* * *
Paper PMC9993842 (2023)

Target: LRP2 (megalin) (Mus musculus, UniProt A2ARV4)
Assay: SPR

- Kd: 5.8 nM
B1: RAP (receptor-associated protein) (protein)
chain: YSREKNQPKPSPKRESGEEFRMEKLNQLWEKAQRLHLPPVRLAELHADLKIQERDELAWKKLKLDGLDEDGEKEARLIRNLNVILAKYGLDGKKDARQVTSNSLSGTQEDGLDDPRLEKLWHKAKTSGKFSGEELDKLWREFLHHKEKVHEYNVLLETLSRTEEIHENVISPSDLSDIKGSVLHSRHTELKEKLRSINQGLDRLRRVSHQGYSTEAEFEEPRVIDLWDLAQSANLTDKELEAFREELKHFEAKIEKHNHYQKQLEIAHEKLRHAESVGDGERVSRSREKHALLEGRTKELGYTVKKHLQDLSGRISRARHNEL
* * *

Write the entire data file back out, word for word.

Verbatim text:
Paper PMC9993842 (2023)

Target: LRP2 (megalin) (Mus musculus, UniProt A2ARV4)
Assay: SPR

- Kd: 5.8 nM
B1: RAP (receptor-associated protein) (protein)
chain: YSREKNQPKPSPKRESGEEFRMEKLNQLWEKAQRLHLPPVRLAELHADLKIQERDELAWKKLKLDGLDEDGEKEARLIRNLNVILAKYGLDGKKDARQVTSNSLSGTQEDGLDDPRLEKLWHKAKTSGKFSGEELDKLWREFLHHKEKVHEYNVLLETLSRTEEIHENVISPSDLSDIKGSVLHSRHTELKEKLRSINQGLDRLRRVSHQGYSTEAEFEEPRVIDLWDLAQSANLTDKELEAFREELKHFEAKIEKHNHYQKQLEIAHEKLRHAESVGDGERVSRSREKHALLEGRTKELGYTVKKHLQDLSGRISRARHNEL